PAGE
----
B-Town shares its R-Day musings
Veterans like Shekhar Kapur and Kabir Bedi went down memory lane remembering the colourful parade they saw as kids, while actresses like Nandita Das and Raveena Tandon wished for safer and better times for the country on its 64th Republic Day Saturday.
Here's what the celebrities have to say:
Sharmila Tagore: Let's strive for equality, liberty and a feeling of oneness.
Shekhar Kapur: Republic Day to me signifies cold winter mornings watching the parade with my parents.
Nandita Das: It is the day the Constitution of India was formalised, so an extremely important day in the history of our country. But then we are constantly disrespecting the Constitution by abusing the rights of so many people that it protects with its vision. Now all such days have merely become holidays. I hope that will change as we begin to be more mindful of all the injustices that happen around us.
Shabana Azmi: As a child, I remember being bundled into trucks on Republic Day to see the lights at Chowpatty. It was only later that I understood how wonderful our Constitution was. Republic Day should become our definitive national festival so that every Indian irrespective of religion can celebrate it. This Republic Day, I hope and pray that a fair and just rehabilitation policy is put in place for those displaced because of development projects or environmental disasters.
Prasoon Joshi: Republic Day is a reaffirmation of our principles as a secular vibrant democracy. In the last couple of years, we are seeing a move towards a more participative democracy rather than a mere ballot one. The democratic principles enshrined in our constitution need to live and breathe. The onus for this is very much on us - the citizens, the public, as on the government that upholds the Constitution.
Irrfan: Days celebrating nationalism, costumes signifying oneness, traditions and beliefs should all be re-examined. We must search within ourselves to see what the Republic Day means to us today.
Subhash Ghai: Let's implement the Constutition of India. This according to me is the best Constitution in the world. But it needs to be implemented better.
Raveena Tandon: Look around. None of us feels safe. My children are not safe. I am not safe. This Republic Day, let us ensure safety for women and children before we think of cleansing the political system. If I as a citizen cannot feel safe on the roads, how and why would I go out and vote?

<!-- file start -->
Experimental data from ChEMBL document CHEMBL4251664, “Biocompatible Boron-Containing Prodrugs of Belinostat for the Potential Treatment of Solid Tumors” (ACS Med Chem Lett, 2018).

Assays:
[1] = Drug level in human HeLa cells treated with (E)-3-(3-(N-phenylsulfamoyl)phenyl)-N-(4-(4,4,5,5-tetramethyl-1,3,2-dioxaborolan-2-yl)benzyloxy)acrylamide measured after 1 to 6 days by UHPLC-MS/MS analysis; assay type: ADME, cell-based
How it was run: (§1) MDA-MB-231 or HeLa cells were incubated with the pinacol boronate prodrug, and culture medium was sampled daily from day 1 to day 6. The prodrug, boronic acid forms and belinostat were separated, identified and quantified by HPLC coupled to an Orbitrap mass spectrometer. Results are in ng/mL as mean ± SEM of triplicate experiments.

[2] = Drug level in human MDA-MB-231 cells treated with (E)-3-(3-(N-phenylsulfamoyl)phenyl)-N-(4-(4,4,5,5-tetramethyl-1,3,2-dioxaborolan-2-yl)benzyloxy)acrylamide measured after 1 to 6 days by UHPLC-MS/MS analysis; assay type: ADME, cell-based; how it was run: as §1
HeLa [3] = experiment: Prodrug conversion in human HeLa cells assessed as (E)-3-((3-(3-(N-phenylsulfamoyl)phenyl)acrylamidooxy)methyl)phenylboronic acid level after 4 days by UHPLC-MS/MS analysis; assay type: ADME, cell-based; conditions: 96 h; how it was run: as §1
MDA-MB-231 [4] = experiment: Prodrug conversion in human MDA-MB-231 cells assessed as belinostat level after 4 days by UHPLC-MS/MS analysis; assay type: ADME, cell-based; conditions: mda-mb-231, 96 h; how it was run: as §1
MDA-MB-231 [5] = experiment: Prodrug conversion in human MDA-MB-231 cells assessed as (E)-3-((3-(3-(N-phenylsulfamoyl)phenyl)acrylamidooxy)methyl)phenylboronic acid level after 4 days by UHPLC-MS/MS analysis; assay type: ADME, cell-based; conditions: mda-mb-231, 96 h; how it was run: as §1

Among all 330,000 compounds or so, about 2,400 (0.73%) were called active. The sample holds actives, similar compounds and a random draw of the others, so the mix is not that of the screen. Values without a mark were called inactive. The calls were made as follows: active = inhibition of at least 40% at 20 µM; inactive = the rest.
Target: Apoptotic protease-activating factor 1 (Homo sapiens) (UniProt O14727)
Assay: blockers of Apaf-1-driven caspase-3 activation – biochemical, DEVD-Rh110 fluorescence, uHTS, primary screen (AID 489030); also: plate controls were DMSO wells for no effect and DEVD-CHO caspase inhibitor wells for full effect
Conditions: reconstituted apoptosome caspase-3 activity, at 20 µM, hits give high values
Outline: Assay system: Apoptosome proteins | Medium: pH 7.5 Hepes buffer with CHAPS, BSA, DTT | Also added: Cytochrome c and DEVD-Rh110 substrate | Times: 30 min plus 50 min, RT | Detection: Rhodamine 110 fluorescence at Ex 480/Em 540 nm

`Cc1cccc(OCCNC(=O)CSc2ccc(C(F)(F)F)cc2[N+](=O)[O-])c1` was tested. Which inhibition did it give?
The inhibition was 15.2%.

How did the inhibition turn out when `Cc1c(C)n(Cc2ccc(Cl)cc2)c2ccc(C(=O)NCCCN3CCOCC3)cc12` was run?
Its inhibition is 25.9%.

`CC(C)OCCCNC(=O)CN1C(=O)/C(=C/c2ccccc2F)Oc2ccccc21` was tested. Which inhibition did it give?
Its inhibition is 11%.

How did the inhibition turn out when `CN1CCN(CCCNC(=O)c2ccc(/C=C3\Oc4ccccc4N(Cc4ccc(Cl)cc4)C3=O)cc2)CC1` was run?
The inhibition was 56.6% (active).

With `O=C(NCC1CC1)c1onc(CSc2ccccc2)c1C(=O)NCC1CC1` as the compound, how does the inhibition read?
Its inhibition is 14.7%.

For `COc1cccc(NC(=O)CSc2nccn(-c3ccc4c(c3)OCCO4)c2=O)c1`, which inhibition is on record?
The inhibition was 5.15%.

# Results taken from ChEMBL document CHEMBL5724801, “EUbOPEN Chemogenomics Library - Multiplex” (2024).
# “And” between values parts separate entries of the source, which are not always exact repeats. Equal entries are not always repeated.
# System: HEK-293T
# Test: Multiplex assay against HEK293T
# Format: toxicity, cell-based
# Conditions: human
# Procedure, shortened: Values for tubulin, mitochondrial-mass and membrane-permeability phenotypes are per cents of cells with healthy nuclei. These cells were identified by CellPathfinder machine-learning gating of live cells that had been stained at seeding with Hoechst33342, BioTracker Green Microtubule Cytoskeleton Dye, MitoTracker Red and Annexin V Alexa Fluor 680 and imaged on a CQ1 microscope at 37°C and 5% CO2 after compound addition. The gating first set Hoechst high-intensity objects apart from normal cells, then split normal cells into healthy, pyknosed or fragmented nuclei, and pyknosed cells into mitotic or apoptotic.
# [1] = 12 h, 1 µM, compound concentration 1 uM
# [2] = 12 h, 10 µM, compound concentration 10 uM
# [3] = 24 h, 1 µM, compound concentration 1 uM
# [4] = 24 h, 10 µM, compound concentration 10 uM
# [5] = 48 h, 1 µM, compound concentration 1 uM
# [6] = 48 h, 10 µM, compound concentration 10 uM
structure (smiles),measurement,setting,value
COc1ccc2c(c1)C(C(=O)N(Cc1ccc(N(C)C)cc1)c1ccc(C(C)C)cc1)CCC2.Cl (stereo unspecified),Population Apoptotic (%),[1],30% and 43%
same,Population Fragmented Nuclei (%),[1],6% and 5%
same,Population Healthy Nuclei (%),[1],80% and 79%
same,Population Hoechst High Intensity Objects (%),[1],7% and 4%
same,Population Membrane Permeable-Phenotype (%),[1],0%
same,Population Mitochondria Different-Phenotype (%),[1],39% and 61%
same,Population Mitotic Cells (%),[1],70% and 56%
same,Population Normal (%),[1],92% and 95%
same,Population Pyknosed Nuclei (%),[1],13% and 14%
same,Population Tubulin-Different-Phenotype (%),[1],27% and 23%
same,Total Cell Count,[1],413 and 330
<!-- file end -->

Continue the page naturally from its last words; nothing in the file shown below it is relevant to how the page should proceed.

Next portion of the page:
Kabir Bedi: For me as a child in Delhi, the Republic Day Parade was the most exciting day of the year. Military bands, marching regiments with camels, sleek planes and tanks, costumed dancers and colourful floats, acrobatic displays and a thrilling fly-past by jets...wow! Symbolically, Republic Day should also embrace India's new generation.
Himesh Reshammiya: Republic Day makes me realise the value of my freedom. We're truly blessed to live in an independent democratic country where everyone has the right to say and do what he likes. On this day, we genuinely need to pay tributes to every person who has contributed to independent India. I dream of India becoming the richest country in the world and that there is not a single citizen living without food, shelter and clothing.
Mahesh Bhatt: There's a magical childhood memory of a time when the city would glitter with lights. My one dream is for the nation to show zero tolerance for female infanticide.
Shankar Mahadevan: When I look at the tri-colour, I feel so happy that I stayed back in my country instead of leaving for the US, as many of my engineering colleagues did. With all that is going on around us today I feel that my house, my motherland and my people need a little bit of self-awareness individually. It could go a long way in making a collective difference.I think every citizen should realise that in spite of the clouds of negativity there is room for rays of sunshine.